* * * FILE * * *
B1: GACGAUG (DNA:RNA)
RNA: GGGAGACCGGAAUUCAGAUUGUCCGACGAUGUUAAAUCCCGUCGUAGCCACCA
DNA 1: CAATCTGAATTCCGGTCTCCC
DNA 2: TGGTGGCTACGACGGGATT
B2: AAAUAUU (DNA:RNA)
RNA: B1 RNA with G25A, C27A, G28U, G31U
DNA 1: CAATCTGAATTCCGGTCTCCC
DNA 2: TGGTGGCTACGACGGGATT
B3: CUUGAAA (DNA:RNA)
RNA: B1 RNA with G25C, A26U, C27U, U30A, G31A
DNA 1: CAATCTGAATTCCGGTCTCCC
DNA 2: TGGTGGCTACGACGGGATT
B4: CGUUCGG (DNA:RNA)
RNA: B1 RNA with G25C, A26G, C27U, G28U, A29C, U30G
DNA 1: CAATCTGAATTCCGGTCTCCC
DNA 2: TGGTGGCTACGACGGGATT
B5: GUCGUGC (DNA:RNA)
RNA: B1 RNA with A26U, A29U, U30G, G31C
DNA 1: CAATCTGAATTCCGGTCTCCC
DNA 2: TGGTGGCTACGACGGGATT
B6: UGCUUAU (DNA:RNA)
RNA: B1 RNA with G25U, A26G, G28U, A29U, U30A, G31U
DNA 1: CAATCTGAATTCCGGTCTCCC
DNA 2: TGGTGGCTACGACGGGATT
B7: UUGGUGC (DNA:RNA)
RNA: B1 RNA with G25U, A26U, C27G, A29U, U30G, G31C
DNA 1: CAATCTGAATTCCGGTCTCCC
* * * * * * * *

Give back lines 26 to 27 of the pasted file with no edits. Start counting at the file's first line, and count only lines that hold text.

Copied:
RNA: B1 RNA with G25U, A26U, C27G, A29U, U30G, G31C
DNA 1: CAATCTGAATTCCGGTCTCCC